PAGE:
It was only a couple of seconds between the two explosions, the second of which caused respondent severe injuries, and occurred from 15 to 30 minutes after he had reported at the dock. The first bomb was detonated by touching the two points of the battery to the wires leading to the bomb. The second bomb exploded prematurely, the cause of such explosion being unknown. To the questions put by a juror and the court, respectively: ‘Who placed the charges, did the Navy boys place the charges or did the men from the studio? * * * Who placed the charges on the boat? Who prepared them, the Navy men or the studio men?’ the respondent replied: ‘The Navy didn't have a thing to do with it; it was all done by the 20th Century Fox.’

Only one ground of appeal is urged, i.e.: ‘that the evidence established as a matter of law, that the plaintiff at the time of the accident involved in this case was a special employee of the defendant; that his injuries were therefore compensable under the provisions of the Labor Code (Workmen's Compensation Act) of this state [Labor Code, § 3201 et seq.], and that the Superior Court was without jurisdiction to hear or determine this case.’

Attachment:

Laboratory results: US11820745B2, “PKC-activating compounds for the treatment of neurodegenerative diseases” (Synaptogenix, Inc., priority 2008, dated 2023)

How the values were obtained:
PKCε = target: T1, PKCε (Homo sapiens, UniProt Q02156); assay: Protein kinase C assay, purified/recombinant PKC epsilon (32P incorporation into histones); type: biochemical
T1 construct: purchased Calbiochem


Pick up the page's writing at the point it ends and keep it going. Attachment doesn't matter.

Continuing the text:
An annotated article appearing in 150 A.L.R. at page 1456, in considering the problem ‘whether a person in the military or naval service, including the state militia, is entitled to workmen's compensation,’ cites but one case dealing with the propounded question which it is therein stated, was revealed as the result of ‘a diligent search,’ to-wit: Rector v. Cherry Valley Timber Co., 1921, 115 Wash. 31, 196 P. 653, 13 A.L.R. 1247, which is also cited by appellant in support of a reversal of the instant judgment. That case held that a soldier delegated by the government to assist in procuring lumber for governmental purposes in a logging camp was a workman within the provisions of the Workmen's Compensation Act and entitled to compensation for injuries, and therefore he could not maintain an action against the owner of the camp to recover damages for the injury. In the course of its opinion, the court stated (115 Wash. at page 654, 196 P. at page 654, 13 A.L.R. 1247): ‘* * * the soldier by the voluntary act of joining the army * * * agreed to comply with every lawful order of his superior officers, and when that order was to engage in work designed to assist in the prosecution of the war, as provided by act of Congress, his appearance was voluntary. In any event, the respondent comes under the definition of a ‘workman’ laid down by statute in relation to the compensation of workmen. * * * It was the intention of the Legislature to protect every one engaged in work in any of the extrahazardous industries of the state, whether he be soldier or civilian * * *.'